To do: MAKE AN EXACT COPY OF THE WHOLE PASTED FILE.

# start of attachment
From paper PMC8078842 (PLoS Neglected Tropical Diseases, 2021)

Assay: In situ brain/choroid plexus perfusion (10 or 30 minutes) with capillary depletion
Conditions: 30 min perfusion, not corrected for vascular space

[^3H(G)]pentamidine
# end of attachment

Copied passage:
From paper PMC8078842 (PLoS Neglected Tropical Diseases, 2021)

Assay: In situ brain/choroid plexus perfusion (10 or 30 minutes) with capillary depletion
Conditions: 30 min perfusion, not corrected for vascular space

[^3H(G)]pentamidine